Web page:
Throughout the Puget Sound region on Tuesday morning, residents found ash on their cars and around their homes as wildfires burned more than 150,000 acres in Washington state.
KIRO 7 asked people to submit zip codes for areas in which they saw ash falling. Our digital team took hundreds of submitted zip codes and put them in the below map to give an idea on which areas saw the most ash fall.
How to read this map: In dark red areas, the number of reports was as high as 78, and in lighter red areas, there were fewer reports. Click or tap on a zip code area to see the exact number of reports.
Scroll down to see the map and read specifics on how the data was collected.
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About the data in this map: This map is not based on a scientific measurement of ash falling. Unlike something such as rainfall, there is not a gauge in the state that measures ash.
The intensity map is based on the number of ash fall reports by zip code based on user-generated submissions. Nearly 2,000 people sent reports to KIRO 7 News.
The map is a way to compare locations to see how many of your neighbors and friends also have reported ash.
If zero reports are shown for a zip code, it doesn’t necessarily mean that no ash fell in the area, but rather that no reports were received from that area as of Tuesday afternoon. If you see a zip code for which you’d like to submit a report, click here.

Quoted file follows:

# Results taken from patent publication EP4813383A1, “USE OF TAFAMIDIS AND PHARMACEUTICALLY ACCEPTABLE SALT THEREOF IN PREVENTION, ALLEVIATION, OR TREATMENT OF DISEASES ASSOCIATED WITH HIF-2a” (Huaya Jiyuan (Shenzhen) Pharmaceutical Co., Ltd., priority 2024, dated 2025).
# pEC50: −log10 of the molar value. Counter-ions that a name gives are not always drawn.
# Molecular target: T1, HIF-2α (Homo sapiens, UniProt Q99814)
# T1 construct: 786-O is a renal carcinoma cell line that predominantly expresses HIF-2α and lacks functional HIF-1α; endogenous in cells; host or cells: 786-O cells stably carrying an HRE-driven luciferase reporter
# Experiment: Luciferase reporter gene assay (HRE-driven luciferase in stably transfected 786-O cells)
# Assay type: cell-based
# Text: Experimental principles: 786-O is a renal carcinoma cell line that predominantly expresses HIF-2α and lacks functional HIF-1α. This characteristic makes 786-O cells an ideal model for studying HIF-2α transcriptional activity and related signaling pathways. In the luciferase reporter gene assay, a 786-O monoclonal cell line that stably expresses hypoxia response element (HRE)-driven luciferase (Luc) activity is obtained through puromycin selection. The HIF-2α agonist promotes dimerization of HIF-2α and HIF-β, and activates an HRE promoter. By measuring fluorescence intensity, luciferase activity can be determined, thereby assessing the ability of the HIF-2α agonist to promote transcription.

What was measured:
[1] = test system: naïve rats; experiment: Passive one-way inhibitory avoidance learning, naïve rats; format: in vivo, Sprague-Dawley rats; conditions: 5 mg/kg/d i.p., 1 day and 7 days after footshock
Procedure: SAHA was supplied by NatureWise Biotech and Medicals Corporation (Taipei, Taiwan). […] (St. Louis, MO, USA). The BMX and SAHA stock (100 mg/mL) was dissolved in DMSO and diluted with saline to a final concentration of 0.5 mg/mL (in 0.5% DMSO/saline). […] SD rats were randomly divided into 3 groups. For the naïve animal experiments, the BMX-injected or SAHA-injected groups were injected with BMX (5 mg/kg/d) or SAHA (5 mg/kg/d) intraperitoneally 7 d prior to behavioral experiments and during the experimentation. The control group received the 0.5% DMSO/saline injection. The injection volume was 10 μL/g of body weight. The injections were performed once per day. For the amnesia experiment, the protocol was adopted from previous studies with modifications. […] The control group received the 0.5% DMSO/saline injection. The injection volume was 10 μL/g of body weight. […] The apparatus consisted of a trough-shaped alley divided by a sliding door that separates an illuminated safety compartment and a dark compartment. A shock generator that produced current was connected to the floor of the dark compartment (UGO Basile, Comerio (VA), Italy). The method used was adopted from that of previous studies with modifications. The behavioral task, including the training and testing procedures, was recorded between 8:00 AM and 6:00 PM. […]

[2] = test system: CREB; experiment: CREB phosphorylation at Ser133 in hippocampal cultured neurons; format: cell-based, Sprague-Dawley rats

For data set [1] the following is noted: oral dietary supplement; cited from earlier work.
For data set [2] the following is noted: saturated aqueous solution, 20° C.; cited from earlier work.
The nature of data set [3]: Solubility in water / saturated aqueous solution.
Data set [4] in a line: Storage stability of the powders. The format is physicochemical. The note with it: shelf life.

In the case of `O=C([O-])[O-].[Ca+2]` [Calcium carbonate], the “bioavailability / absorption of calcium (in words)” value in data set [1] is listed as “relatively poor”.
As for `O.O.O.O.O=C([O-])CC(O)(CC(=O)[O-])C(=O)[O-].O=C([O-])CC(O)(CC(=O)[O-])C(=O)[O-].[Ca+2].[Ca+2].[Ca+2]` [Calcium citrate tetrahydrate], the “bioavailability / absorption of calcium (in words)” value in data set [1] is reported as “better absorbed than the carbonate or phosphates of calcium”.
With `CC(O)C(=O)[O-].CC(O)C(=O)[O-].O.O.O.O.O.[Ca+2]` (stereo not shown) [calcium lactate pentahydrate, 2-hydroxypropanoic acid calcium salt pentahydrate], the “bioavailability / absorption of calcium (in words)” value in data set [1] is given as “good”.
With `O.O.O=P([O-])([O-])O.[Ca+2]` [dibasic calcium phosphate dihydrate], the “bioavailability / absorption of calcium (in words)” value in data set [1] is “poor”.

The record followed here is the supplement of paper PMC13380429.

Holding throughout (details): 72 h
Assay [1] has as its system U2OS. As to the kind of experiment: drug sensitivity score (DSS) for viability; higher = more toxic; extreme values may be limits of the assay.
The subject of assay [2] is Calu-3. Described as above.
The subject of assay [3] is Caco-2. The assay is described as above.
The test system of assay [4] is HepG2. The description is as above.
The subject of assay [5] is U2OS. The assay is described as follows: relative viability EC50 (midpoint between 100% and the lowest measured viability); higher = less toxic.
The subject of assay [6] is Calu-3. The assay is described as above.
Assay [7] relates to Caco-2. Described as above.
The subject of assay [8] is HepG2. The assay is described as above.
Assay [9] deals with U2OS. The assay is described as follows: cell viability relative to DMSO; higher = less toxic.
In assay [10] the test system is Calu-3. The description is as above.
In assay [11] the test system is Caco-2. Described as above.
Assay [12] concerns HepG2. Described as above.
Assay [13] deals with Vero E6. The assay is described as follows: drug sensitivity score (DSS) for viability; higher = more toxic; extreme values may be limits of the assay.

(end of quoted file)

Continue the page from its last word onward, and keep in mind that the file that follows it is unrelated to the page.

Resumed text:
Why this map differs from an air quality map: This ash map does not reflect the air quality in the Puget Sound region. Health leaders and air quality experts told KIRO 7 News that the ash and air quality are two separate matters.
The haze may look bad as it hangs over the skyline, but it is at substantially lower levels than when we saw during the smoky conditions in August, when the region had some of the worst air quality in the United States.
The air quality in the Seattle area stayed at moderate for most of the day. The levels of health concern with air quality are ranked as follows: good, moderate, unhealthy for sensitive groups, unhealthy, very unhealthy and hazardous.
Puget Sound Clean Air Quality scientist Phil Swartzendruber told KIRO 7 News that the ash is not a major health concern, like air quality conditions.
“There is a concern (with ash). Those larger particles – those can irritate the nose, throat and eyes,” Swartzendruber said.
“They don’t have the same kind of health risk as the finer particles. The finer particles are really small, so small you can’t see them; they can go deeper into our lungs. They have much different set, and a more serious set, and pose a risk for cardiovascular disease and asthma.”
Swartzendruber had the following advice for people around smoke and ash: Take notice of what’s going on if you’re feeling symptoms such as irritation and go to a place that has filtered air, such as somewhere indoors.
© 2017 Cox Media Group.